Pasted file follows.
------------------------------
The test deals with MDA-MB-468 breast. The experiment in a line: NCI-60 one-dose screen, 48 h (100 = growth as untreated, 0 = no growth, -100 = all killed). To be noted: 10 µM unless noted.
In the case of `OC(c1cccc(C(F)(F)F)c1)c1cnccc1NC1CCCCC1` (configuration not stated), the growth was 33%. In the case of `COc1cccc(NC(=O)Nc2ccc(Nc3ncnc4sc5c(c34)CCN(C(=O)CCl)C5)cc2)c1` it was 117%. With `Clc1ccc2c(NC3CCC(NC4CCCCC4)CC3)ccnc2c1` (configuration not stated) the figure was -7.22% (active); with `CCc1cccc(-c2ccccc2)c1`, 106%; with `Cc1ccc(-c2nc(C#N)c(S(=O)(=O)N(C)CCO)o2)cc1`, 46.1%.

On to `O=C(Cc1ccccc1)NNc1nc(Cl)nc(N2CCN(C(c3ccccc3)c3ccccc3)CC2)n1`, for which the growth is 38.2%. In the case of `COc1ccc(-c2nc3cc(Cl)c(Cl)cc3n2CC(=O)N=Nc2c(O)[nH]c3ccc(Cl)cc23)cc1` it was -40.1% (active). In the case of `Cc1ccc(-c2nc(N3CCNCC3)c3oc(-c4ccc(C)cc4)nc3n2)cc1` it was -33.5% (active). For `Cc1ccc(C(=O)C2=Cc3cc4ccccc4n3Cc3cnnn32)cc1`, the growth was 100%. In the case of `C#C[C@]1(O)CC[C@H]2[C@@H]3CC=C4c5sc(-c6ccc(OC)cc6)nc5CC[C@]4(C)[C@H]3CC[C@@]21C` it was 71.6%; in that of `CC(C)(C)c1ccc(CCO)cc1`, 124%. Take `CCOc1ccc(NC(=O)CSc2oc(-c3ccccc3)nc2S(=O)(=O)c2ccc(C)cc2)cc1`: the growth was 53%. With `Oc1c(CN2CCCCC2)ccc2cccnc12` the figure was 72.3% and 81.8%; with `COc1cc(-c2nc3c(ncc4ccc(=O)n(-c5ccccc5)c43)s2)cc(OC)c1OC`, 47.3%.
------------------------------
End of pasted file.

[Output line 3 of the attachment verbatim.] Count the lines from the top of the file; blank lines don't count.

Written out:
On to `O=C(Cc1ccccc1)NNc1nc(Cl)nc(N2CCN(C(c3ccccc3)c3ccccc3)CC2)n1`, for which the growth is 38.2%. In the case of `COc1ccc(-c2nc3cc(Cl)c(Cl)cc3n2CC(=O)N=Nc2c(O)[nH]c3ccc(Cl)cc23)cc1` it was -40.1% (active). In the case of `Cc1ccc(-c2nc(N3CCNCC3)c3oc(-c4ccc(C)cc4)nc3n2)cc1` it was -33.5% (active). For `Cc1ccc(C(=O)C2=Cc3cc4ccccc4n3Cc3cnnn32)cc1`, the growth was 100%. In the case of `C#C[C@]1(O)CC[C@H]2[C@@H]3CC=C4c5sc(-c6ccc(OC)cc6)nc5CC[C@]4(C)[C@H]3CC[C@@]21C` it was 71.6%; in that of `CC(C)(C)c1ccc(CCO)cc1`, 124%. Take `CCOc1ccc(NC(=O)CSc2oc(-c3ccccc3)nc2S(=O)(=O)c2ccc(C)cc2)cc1`: the growth was 53%. With `Oc1c(CN2CCCCC2)ccc2cccnc12` the figure was 72.3% and 81.8%; with `COc1cc(-c2nc3c(ncc4ccc(=O)n(-c5ccccc5)c43)s2)cc(OC)c1OC`, 47.3%.